Jeopardy! host reveals cancer diagnosis
Trebek vows to fight pancreatic cancer with the help of his medical team.
Wesley Roberts Published: 3/13/2019
When iconic Jeopardy! game show host Alex Trebek announced he was diagnosed with stage 4 pancreatic cancer, trivia fanatics across the country started rooting for his recovery.
“Now normally the prognosis for this is not very encouraging,” said Trebek in a YouTube video revealing his diagnosis. “But I’m going to fight this, and I’m going to keep working.”
The American Cancer Society estimates in 2019 about 56,770 people will be diagnosed with pancreatic cancer and about 45,750 people will die from the disease. This type of cancer is slightly more common in men than women,
“Pancreatic cancer is cancer of a small organ located behind the stomach,” explained Robert Zaiden, MD, a GI Medical Oncologist with Baptist MD Anderson Cancer Center. “Along with other things, the pancreas is responsible for the production of hormones and enzymes that help with digestion of food and control of blood sugar.”
Although there are several different types of pancreatic cancers, the most common type (by far) is that of the exocrine pancreas.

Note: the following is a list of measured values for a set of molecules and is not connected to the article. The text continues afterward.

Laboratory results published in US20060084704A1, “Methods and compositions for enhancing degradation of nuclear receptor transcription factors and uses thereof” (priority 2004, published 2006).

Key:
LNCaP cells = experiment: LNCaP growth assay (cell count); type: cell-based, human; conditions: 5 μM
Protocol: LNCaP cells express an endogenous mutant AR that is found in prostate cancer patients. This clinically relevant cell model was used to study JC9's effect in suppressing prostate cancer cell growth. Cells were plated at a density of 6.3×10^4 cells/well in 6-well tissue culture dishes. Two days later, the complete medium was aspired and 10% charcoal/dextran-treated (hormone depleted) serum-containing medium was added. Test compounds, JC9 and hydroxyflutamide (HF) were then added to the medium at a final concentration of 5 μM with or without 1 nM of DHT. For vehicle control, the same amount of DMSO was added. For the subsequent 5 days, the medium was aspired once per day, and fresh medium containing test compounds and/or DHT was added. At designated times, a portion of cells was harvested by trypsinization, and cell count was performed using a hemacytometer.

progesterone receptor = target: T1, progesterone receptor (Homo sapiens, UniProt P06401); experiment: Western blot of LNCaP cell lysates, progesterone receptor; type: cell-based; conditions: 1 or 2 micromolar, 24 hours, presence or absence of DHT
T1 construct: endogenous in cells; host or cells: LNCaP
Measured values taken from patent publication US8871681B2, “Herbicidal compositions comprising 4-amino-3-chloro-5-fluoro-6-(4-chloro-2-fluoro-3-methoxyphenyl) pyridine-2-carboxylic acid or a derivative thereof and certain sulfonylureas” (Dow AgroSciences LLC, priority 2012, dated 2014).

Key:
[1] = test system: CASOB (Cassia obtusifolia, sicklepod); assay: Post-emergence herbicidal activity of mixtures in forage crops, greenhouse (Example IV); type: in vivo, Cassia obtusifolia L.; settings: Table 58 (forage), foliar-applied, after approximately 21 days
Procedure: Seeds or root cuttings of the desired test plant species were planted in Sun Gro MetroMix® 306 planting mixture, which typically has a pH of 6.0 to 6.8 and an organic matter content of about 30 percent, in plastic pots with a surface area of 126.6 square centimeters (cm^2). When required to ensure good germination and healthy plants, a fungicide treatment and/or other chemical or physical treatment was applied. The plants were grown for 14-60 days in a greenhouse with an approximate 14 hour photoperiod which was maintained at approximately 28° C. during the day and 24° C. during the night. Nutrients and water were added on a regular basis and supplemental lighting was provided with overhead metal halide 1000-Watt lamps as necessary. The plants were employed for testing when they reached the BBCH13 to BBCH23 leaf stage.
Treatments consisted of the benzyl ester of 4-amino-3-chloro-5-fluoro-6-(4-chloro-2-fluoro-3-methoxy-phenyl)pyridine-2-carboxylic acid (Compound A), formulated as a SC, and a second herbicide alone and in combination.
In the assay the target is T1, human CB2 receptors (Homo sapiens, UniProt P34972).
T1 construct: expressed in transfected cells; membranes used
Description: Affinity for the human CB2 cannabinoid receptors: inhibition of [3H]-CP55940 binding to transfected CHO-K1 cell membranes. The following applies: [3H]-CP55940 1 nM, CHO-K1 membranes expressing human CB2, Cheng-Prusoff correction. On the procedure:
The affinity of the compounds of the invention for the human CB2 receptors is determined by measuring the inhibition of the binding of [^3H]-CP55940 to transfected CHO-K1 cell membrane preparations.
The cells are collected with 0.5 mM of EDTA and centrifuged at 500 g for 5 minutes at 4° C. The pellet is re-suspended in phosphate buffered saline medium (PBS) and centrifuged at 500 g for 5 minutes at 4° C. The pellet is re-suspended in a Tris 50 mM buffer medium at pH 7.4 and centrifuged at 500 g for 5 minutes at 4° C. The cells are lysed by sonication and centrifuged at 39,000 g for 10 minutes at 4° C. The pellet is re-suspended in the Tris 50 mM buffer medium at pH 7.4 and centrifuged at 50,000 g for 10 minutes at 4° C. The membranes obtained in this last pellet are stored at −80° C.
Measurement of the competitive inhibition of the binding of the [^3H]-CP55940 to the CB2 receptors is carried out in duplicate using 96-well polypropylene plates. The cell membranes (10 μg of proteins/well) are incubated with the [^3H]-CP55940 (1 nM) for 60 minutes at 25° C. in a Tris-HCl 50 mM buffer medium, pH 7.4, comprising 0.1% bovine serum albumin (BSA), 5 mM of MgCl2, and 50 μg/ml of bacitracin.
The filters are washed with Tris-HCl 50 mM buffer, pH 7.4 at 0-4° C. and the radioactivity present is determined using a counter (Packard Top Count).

“It remains a highly lethal malignancy, and is the fourth-leading cause of cancer in the U.S., despite accounting for only 3 percent of cancers overall,” explained Dr. Zaiden.
While some risk factors for pancreatic cancer can’t be changed, such as age, gender, race and family history, some risk factors can be controlled. Smoking, being overweight and exposure to certain chemicals can increase a person’s risk.
Symptoms of pancreatic cancer
- Yellowing of the skin and whites of the eyes (jaundice)
- Pain in the upper or middle abdomen and back
- Unexpected weight loss
- Loss of appetite
- Blood clots
- Gallbladder or liver enlargement
Think these symptoms are vague? You’re right. Because the symptoms for pancreatic cancer are nonspecific, most cases are diagnosed in an advanced stage.
But we’re rooting for Trebek. According to Dr. Zaiden, complete surgical removal offers the most likely chance of a cure if the tumor has not spread.
“I plan to beat the low survival rate statistics for this disease,” said Trebek in a hopeful tone in the video. “Truth told, I have to! Because under the terms of my contract, I have to host Jeopardy! for three more years.”
If you have a family history of pancreatic cancer or are experiencing any of the above symptoms, talk to your primary care physician for additional diagnostic tests. Battling cancer demands extraordinary expertise. To learn more about Baptist MD Anderson, visit baptistmdanderson.com.
Source: Jeopardy! YouTube